As far as the content, to use the book's own language, a big dopamine rush is how I would describe it. It is really full of a good and useful insight, at the same time boasting a high level of writing that uses plenty of metaphors and is very easy to read (took me 5 days of reading before bed to finish). Some of the concepts that are tackled include mental energy management, dealing with pressure, mental blocks, creativity, need for certainty and autonomy, handling of relationships and managing expectations. The full list is a lot longer, and I think that once you start reading, you will notice that the implications of the issues addressed go far beyond just the workplace.
To conclude, I want to say that Your Brain at Work has really exceeded my expectations. It is based not on psycho babble and feel-good nonsense, as most books that are geared towards self improvement, but on solid scientific research. It doesn't instruct on what to do and how to feel, but explains the biological mechanism of action behind default human behavior and how it may lead us astray. In the ideal world, I think that all books that claim to assist with self improvement should be based on scientific research, but that's perhaps wishful thinking and a discussion for another day. Anyway, I highly recommend that you read this book, as I really feel that you will not be disappointed.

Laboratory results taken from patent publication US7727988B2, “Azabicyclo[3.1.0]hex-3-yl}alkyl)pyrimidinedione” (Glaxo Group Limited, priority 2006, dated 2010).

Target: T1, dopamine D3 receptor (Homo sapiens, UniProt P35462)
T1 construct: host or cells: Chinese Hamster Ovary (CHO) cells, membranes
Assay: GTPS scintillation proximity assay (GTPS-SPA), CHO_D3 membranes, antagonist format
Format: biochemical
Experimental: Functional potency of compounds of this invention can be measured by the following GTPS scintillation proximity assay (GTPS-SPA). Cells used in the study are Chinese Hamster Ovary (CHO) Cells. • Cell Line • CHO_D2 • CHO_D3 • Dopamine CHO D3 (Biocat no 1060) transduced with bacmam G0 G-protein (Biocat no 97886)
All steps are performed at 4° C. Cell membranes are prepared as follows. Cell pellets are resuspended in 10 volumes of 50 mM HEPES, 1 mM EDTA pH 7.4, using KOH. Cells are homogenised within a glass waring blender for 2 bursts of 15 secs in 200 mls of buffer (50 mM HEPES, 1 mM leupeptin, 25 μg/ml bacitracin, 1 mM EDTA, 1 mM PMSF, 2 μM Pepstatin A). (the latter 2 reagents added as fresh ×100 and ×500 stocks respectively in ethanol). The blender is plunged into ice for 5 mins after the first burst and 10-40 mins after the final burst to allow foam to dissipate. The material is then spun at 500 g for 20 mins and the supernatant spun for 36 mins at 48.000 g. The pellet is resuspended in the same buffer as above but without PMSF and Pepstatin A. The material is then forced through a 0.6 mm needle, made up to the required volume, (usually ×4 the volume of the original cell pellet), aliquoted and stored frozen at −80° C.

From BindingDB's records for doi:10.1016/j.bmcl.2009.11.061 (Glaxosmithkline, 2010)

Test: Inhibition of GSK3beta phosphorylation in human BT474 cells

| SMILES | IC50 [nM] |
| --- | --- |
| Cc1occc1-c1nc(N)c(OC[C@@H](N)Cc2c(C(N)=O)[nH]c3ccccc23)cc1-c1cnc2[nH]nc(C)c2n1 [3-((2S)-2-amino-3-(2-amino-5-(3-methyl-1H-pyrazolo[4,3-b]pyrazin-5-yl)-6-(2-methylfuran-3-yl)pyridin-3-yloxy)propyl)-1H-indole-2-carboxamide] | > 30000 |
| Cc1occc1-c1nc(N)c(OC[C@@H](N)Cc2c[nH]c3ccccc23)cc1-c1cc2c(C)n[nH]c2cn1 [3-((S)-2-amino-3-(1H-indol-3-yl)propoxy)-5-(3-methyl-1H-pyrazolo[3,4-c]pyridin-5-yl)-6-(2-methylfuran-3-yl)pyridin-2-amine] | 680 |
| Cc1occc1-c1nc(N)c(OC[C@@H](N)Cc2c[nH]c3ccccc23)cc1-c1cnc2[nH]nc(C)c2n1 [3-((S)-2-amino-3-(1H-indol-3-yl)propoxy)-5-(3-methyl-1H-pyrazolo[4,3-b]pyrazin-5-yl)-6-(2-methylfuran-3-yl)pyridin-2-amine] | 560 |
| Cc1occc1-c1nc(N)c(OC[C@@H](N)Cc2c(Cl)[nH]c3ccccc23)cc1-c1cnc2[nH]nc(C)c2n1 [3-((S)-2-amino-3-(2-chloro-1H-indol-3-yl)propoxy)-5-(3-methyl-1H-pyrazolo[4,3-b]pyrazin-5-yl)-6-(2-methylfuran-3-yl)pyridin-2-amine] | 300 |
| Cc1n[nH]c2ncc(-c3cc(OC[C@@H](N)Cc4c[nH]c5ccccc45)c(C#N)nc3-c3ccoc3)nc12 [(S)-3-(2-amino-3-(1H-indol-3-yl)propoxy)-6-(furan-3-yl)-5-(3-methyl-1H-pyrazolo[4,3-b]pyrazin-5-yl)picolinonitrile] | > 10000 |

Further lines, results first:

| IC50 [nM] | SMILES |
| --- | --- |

Most recent customer reviews
Very practical. I'll be recommending this book to others.
It's got me thinking... :-) 😄